This is subjective: a matter of sane defaults vs consistency with matlab, but here are the arguments against
jet as default:
Research has shown that the rainbow color map is rarely the optimal choice when displaying data with a pseudocolor map. The rainbow color map confuses viewers through its lack of perceptual ordering, obscures data through its uncontrolled luminance variation, and actively misleads interpretation through the introduction of non-data-dependent gradients.
Despite much published research on its deficiencies the rainbow color map is prevalent in the visualization community. We present survey results showing that the rainbow color map continues to appear in more than half of the relevant papers in IEEE Visualization Conference proceedings; for example, it appeared on 61 pages in 2005. Its use is encouraged by its selection as the default color map used in most visualization toolkits that we inspected. The visualization community must do better.
In the absence of feedback about the data or task, the best approach for situations where color is the only display technique is probably the black-body radiation spectrum, because of its perceptual ordering and use of color to avoid contrast effects.
So this would presumably mean using one of
gist_heat as the default colormap:
This rainbow hue colormap is widely used in visualization, but produces several well-documented artifacts (e.g., Lefkowitz and Herman ; Robertson ; Rogowitz, Ling and Kellogg ). In this MRI image, for example, the colormap creates perceived contours which do not reflect discrete transitions in the data, structures in the data which fall within one of these artificial bands are not represented, and attention is drawn to the yellow areas because they are the brightest, not because they are in any way the most important.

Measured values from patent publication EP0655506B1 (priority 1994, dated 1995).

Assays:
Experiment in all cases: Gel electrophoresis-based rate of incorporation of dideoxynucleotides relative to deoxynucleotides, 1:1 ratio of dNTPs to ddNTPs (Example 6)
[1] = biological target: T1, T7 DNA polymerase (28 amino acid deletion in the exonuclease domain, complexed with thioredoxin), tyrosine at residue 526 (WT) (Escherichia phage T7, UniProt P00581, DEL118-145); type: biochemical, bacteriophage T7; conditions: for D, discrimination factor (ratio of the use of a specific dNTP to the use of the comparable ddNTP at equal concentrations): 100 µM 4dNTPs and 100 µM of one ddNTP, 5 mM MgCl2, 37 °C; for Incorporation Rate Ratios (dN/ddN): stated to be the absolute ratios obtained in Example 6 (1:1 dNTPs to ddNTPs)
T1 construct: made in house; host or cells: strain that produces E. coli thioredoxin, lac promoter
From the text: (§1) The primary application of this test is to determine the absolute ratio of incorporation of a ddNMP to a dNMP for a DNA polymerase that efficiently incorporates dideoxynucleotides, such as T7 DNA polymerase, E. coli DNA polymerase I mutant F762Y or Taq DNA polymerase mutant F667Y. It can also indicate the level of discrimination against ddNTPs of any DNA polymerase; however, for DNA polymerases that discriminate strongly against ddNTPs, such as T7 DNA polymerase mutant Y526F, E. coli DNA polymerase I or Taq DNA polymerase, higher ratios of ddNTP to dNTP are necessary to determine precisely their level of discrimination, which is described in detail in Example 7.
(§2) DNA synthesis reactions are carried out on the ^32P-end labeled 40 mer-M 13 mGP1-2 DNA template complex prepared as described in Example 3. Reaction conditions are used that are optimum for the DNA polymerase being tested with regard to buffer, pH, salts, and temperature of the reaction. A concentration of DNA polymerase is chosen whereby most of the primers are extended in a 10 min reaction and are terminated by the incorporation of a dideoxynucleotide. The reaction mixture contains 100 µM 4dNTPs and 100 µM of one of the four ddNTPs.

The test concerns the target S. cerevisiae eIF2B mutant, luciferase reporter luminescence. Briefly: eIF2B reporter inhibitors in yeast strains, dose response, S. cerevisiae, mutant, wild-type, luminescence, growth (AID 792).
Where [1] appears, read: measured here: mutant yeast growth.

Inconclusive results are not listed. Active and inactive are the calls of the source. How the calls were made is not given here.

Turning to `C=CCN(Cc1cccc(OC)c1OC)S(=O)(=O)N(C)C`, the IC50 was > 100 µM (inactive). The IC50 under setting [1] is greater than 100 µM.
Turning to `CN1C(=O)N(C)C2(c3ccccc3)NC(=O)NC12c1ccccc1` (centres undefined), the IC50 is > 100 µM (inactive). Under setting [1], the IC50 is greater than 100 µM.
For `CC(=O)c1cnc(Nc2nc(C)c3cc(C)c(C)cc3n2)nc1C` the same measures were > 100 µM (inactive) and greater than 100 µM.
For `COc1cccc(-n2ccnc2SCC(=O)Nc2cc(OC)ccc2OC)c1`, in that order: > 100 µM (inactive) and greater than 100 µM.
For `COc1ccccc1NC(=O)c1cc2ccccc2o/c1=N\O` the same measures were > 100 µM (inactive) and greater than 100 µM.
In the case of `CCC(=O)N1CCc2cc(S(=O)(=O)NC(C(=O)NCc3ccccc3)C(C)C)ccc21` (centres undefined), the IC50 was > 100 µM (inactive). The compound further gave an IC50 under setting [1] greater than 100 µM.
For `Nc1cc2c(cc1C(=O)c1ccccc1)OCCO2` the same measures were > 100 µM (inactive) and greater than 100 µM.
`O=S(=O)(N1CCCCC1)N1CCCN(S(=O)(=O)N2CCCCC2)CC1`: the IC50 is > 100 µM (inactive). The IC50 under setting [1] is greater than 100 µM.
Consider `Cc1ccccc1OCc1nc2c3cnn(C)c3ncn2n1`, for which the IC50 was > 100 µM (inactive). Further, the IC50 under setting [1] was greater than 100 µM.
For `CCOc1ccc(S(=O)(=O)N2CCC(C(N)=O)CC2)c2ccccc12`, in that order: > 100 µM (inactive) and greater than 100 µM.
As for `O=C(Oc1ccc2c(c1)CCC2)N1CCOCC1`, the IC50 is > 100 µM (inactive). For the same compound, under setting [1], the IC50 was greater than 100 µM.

What kind of insane colormap has the property that values spanning the extreme ends of the scale stand out less, and can’t be distinguished as easily as values in the noisy middle? Why, it’s MATLAB’s default colormap, of course!
The main issue here is that in grayscale representation, information about the ‘height’ of map regions gets lost. The center of the plot (where the highest intensity is found) has the same gray value as the border regions.